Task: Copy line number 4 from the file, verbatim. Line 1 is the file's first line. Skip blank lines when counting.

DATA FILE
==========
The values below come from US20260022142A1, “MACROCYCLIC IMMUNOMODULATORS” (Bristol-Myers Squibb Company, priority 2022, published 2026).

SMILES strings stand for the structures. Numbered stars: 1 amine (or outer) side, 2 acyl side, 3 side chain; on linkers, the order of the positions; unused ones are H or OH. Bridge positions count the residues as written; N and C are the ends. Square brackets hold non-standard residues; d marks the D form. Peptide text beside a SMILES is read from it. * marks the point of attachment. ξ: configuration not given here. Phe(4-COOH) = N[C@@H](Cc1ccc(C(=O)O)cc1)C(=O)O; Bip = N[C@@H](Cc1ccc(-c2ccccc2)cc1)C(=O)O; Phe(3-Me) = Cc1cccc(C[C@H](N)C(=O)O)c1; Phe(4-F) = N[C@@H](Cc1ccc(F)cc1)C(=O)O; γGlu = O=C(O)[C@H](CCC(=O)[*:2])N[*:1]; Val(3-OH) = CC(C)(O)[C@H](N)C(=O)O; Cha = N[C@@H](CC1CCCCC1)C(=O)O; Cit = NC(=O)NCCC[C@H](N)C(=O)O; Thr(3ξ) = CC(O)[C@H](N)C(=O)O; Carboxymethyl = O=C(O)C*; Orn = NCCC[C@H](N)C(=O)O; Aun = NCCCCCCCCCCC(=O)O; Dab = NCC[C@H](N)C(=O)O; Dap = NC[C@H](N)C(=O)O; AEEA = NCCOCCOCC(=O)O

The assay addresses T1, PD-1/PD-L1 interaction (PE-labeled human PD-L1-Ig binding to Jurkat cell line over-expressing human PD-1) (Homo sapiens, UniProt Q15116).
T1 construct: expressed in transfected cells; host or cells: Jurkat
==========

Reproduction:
T1 construct: expressed in transfected cells; host or cells: Jurkat